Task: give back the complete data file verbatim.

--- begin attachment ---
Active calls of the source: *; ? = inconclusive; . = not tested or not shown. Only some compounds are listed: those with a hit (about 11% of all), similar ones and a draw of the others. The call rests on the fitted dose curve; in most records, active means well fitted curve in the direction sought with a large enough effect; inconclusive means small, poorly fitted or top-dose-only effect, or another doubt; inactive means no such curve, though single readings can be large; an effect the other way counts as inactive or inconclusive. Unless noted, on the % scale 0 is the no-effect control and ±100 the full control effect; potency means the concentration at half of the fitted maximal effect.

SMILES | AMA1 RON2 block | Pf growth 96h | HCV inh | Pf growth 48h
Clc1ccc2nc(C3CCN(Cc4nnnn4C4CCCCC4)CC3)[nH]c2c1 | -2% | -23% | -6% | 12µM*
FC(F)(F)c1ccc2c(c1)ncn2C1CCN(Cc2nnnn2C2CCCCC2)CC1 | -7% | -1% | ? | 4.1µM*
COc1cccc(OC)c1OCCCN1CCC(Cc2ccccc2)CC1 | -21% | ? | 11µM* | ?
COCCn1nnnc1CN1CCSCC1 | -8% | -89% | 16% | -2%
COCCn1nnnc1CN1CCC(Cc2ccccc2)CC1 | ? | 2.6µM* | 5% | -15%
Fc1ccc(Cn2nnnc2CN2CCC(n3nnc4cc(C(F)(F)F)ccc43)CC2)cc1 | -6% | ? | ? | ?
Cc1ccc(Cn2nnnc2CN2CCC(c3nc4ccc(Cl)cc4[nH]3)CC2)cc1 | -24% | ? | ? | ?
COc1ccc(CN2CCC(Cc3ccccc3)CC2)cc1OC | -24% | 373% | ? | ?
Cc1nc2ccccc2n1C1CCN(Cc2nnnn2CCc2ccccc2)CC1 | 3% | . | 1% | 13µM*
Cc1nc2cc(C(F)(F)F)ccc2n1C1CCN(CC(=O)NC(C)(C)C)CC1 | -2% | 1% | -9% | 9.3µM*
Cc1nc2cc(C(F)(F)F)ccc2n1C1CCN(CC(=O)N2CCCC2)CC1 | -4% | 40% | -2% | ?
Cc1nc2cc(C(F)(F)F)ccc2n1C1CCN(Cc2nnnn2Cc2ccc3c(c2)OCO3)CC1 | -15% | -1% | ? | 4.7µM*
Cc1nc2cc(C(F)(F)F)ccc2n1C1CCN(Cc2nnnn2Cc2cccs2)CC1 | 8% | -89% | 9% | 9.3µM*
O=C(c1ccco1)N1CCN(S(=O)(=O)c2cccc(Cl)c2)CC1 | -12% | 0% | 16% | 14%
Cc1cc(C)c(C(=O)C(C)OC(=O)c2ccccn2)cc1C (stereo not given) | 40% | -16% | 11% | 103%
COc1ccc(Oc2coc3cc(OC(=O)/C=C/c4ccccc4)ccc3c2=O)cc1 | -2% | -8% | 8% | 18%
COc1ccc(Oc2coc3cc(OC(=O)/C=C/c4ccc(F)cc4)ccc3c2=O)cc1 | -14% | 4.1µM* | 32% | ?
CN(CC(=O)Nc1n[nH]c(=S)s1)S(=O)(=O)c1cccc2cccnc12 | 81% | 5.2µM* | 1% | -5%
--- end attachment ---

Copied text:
Active calls of the source: *; ? = inconclusive; . = not tested or not shown. Only some compounds are listed: those with a hit (about 11% of all), similar ones and a draw of the others. The call rests on the fitted dose curve; in most records, active means well fitted curve in the direction sought with a large enough effect; inconclusive means small, poorly fitted or top-dose-only effect, or another doubt; inactive means no such curve, though single readings can be large; an effect the other way counts as inactive or inconclusive. Unless noted, on the % scale 0 is the no-effect control and ±100 the full control effect; potency means the concentration at half of the fitted maximal effect.

SMILES | AMA1 RON2 block | Pf growth 96h | HCV inh | Pf growth 48h
Clc1ccc2nc(C3CCN(Cc4nnnn4C4CCCCC4)CC3)[nH]c2c1 | -2% | -23% | -6% | 12µM*
FC(F)(F)c1ccc2c(c1)ncn2C1CCN(Cc2nnnn2C2CCCCC2)CC1 | -7% | -1% | ? | 4.1µM*
COc1cccc(OC)c1OCCCN1CCC(Cc2ccccc2)CC1 | -21% | ? | 11µM* | ?
COCCn1nnnc1CN1CCSCC1 | -8% | -89% | 16% | -2%
COCCn1nnnc1CN1CCC(Cc2ccccc2)CC1 | ? | 2.6µM* | 5% | -15%
Fc1ccc(Cn2nnnc2CN2CCC(n3nnc4cc(C(F)(F)F)ccc43)CC2)cc1 | -6% | ? | ? | ?
Cc1ccc(Cn2nnnc2CN2CCC(c3nc4ccc(Cl)cc4[nH]3)CC2)cc1 | -24% | ? | ? | ?
COc1ccc(CN2CCC(Cc3ccccc3)CC2)cc1OC | -24% | 373% | ? | ?
Cc1nc2ccccc2n1C1CCN(Cc2nnnn2CCc2ccccc2)CC1 | 3% | . | 1% | 13µM*
Cc1nc2cc(C(F)(F)F)ccc2n1C1CCN(CC(=O)NC(C)(C)C)CC1 | -2% | 1% | -9% | 9.3µM*
Cc1nc2cc(C(F)(F)F)ccc2n1C1CCN(CC(=O)N2CCCC2)CC1 | -4% | 40% | -2% | ?
Cc1nc2cc(C(F)(F)F)ccc2n1C1CCN(Cc2nnnn2Cc2ccc3c(c2)OCO3)CC1 | -15% | -1% | ? | 4.7µM*
Cc1nc2cc(C(F)(F)F)ccc2n1C1CCN(Cc2nnnn2Cc2cccs2)CC1 | 8% | -89% | 9% | 9.3µM*
O=C(c1ccco1)N1CCN(S(=O)(=O)c2cccc(Cl)c2)CC1 | -12% | 0% | 16% | 14%
Cc1cc(C)c(C(=O)C(C)OC(=O)c2ccccn2)cc1C (stereo not given) | 40% | -16% | 11% | 103%
COc1ccc(Oc2coc3cc(OC(=O)/C=C/c4ccccc4)ccc3c2=O)cc1 | -2% | -8% | 8% | 18%
COc1ccc(Oc2coc3cc(OC(=O)/C=C/c4ccc(F)cc4)ccc3c2=O)cc1 | -14% | 4.1µM* | 32% | ?
CN(CC(=O)Nc1n[nH]c(=S)s1)S(=O)(=O)c1cccc2cccnc12 | 81% | 5.2µM* | 1% | -5%